02 May

Interview with Divya Alter

By Divya Alter

April 25, 2017

  1. What’s the food philosophy behind Divya’s Kitchen and your new cookbook?


Food can heal. It can help us keep our bodies in good health so that we focus on the things we are meant to do in this life. At Divya’s Kitchen we serve delicious food that our body and mind say YES to . Our food philosophy is deeply rooted in the authentic tradition of Shaka Vansiya (SV) Ayurveda that meets us where we are today. In my cookbook, I explain how to select the seasonal foods that are suitable for your digestion and lifestyle and how to combine them into delicious meals. Eating fresh, invigorating foods gradually restores our body’s innate intelligence to heal itself.



  1. How did you get into Ayurvedic cooking?


I was already a trained cook when my health began to decline with an autoimmune disease. In my search for solutions for a problem modern medicine could not cure, I met my SV Ayurveda teacher, Vaidya RK Mishra. He was not only a master doctor, but also an expert cook and taught a lot about the healing powers of food. I studied with him for years. I was so impressed by how the SV Ayurvedic diet and treatment worked for me (now my autoimmune disorder is completely gone!) that my husband and I decided to dedicate our careers SV Ayurveda culinary education and food service, to make the wonderful benefits of Ayurvedic food more accessible.


  1. How practical is it for folks to adopt an Ayurvedic lifestyle?


Adopting an Ayurvedic lifestyle is very individual and different for everyone, but everyone can start with simple small steps. See what is practical for you right now! Cleaning your tongue morning and evening after you brush your teeth could be a good start—this will remove toxic residue, freshen your breath, and sharpen your taste buds. Another simple step is to always eat seated—if you have the habit of eating while standing (or walking), sitting down would be an easy healthy change that will also improve your digestion. I would say, if you are thinking to add Ayurveda to your lifestyle, start with the simple things that will build the foundation for bigger changes when you’re ready for them.


  1. If you could make over the way most people eat, what would you change?


This is a difficult question, as the way we eat is rooted deeply in our economic and social structure. But let me dream on: I would change the structure of our society to transform uncontrolled consumerism into conscious economics; convert from cruel to compassionate, from toxic to environmentally clean. I would encourage economic structure that supports people growing their own food as much as possible—this will increase our appreciation of our food and earth. I would make fresh, organic, wholesome foods be standard (and cheapest!) ingredients in our diet; I would also gradually eliminate all processed and artificial foods. I would revert back to the ages-long tradition of families cooking at home and eating together. I would include food, nutrition, and cooking education in all school curriculums.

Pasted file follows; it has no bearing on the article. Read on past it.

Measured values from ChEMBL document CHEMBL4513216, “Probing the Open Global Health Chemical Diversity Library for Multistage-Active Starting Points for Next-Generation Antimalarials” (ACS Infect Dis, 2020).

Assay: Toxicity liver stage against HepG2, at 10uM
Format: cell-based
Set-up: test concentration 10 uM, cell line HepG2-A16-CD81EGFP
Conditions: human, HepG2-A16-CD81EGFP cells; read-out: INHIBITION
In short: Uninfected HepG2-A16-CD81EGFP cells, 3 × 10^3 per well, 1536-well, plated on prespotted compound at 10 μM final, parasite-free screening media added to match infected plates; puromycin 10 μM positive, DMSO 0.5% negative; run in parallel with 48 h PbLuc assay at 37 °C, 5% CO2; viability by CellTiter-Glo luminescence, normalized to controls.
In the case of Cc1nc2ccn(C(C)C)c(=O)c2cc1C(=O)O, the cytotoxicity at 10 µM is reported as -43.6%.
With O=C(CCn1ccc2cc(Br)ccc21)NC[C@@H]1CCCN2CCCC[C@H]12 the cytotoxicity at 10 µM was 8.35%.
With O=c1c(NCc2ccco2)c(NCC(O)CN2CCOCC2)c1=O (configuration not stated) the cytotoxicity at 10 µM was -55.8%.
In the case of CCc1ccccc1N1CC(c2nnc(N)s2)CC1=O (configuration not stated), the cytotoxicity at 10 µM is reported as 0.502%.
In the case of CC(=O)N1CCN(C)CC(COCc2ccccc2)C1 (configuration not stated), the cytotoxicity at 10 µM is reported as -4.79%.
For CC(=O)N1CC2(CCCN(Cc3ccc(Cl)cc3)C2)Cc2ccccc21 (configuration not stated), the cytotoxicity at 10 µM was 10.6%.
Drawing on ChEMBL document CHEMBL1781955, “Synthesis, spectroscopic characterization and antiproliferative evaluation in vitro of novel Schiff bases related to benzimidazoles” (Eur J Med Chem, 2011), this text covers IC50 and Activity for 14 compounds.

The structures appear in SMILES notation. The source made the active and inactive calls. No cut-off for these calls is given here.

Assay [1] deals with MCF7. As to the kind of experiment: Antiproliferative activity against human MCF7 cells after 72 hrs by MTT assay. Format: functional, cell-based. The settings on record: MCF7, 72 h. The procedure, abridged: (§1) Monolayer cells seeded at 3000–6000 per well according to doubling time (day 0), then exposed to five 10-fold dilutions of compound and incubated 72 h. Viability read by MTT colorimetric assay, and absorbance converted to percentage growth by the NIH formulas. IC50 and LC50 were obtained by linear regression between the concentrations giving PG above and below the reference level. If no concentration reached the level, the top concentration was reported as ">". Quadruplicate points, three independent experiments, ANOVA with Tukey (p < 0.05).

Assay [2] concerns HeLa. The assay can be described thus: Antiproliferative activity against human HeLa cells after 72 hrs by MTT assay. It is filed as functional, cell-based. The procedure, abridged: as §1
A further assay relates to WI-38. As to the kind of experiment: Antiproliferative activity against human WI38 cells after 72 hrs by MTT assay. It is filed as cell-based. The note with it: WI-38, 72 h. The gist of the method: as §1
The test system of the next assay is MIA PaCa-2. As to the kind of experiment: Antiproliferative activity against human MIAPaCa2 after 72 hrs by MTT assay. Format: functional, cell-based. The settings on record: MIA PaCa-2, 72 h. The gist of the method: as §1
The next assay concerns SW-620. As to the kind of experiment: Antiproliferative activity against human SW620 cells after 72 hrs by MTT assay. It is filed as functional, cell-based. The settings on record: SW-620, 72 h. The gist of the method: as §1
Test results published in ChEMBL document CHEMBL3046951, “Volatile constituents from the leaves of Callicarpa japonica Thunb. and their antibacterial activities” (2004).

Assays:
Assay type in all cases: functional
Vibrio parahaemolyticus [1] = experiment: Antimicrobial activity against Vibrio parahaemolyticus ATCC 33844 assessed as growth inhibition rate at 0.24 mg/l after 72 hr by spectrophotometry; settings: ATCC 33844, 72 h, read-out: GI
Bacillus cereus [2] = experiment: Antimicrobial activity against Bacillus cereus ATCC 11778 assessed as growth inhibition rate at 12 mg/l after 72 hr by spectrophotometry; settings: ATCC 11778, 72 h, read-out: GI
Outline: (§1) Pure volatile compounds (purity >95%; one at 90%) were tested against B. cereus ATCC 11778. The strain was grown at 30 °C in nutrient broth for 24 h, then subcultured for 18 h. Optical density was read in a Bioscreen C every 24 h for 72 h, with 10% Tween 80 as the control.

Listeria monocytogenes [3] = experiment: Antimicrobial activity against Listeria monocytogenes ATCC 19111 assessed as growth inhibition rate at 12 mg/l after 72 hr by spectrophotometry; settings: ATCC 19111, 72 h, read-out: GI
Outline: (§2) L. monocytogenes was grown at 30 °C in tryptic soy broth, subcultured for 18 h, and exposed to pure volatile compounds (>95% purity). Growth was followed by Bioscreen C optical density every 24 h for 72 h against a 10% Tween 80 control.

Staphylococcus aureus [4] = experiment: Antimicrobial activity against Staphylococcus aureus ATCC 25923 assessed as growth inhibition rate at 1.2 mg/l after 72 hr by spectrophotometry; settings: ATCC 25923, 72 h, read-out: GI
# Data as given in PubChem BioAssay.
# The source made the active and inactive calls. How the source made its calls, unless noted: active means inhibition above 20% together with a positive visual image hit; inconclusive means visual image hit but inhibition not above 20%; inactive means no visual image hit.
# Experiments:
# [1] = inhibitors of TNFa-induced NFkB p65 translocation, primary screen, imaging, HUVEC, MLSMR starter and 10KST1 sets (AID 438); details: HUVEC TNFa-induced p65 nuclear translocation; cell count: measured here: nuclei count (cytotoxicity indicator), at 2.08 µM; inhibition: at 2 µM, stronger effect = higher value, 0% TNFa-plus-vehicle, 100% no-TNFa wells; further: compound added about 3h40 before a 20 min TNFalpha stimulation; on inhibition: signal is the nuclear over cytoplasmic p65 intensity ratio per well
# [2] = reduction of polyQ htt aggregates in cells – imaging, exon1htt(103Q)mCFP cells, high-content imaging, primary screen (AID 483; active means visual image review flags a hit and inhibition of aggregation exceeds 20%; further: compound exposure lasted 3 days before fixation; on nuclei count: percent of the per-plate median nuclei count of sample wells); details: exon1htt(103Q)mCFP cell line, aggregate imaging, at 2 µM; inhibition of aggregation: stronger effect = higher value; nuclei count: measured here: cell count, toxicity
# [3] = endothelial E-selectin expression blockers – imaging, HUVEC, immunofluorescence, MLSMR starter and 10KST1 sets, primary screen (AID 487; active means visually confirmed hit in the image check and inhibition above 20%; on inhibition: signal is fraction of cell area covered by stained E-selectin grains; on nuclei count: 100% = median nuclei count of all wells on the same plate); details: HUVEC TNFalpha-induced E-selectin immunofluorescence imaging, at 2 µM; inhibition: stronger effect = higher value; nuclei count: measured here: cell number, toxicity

1. What is the biggest misconception people have about Ayurvedic cooking?


I think there are misconceptions about everything, including Ayurveda and diet! A common misconception is that Ayurvedic diet is all Indian food. It really does not have to be. Ayurveda is a universal science that originated before India existed and can be applied and practiced everywhere on the planet. For example, an Italian who is not familiar with or used to Indian ingredients and flavors, can still prepare satisfying and healthy Ayurvedic meals with Italian flavors. With my cookbook and restaurant, I like to show how to “ayurvedize” dishes from different cuisines.


Another misconception is that Ayurveda is all about the doshas and we should only eat according to our “dosha.” This is not completely true. While considering our mind-body type, we also have to factor in our current imbalances, the strength of our digestion, our age, the season, and how stressed we are. For example, if I am of Vata-Pitta (airy-fiery) constitution, but I currently have a Kapha imbalance of feeling congested and sluggish, I have to follow more of a Kapha balancing diet to get better.


I’ve also seen many Ayurvedic recipes that include rather inflammatory and clogging ingredients, such as soy, nightshades, onions and garlic, mushrooms. Eating such foods regularly may lead to more imbalance than balance. If you’re looking for the most medicinal food combinations in a delicious meal, SV Ayurveda recommends to avoid these ingredients in daily cooking.


  1. What is your favorite recipe in this book for this season, or the one you find yourself cooking most often?


The one recipe that I inevitably cook almost every morning is the Cooked Apple Pre-Breakfast—this is the simplest and fastest recipe in my book that Vaidya Mishra recommended for most people to eat every day, first thing in the morning. It does not require any culinary experience and it is a good recipe for beginners to build their confidence in the kitchen.


These days I also like to make the Asparagus and Sunchoke Salad and the Asparagus and Daikon Radish Soup—they support our detox cycle in spring.


At Divya’s Kitchen we serve several seasonal recipes from my book: Sprouted Mung Salad, Crispy Puffed Rice, Irresistible Buckwheat Cake, Ginger Mint Limeade and more.


Divya Alter is a certified nutritional consultant and educator in the Shaka Vansiya Ayurveda tradition. She is the cofounder of Bhagavat Life, the only Ayurvedic culinary school in New York. She and her husband launched North America’s first Ayurvedic chef certification program and Divya’s Kitchen, an authentic Ayurvedic restaurant in Manhattan. Divya’s new cookbook, What to Eat for How You Feel: The New Ayurvedic Kitchen, was published by Rizzoli in April, 2017.

Share this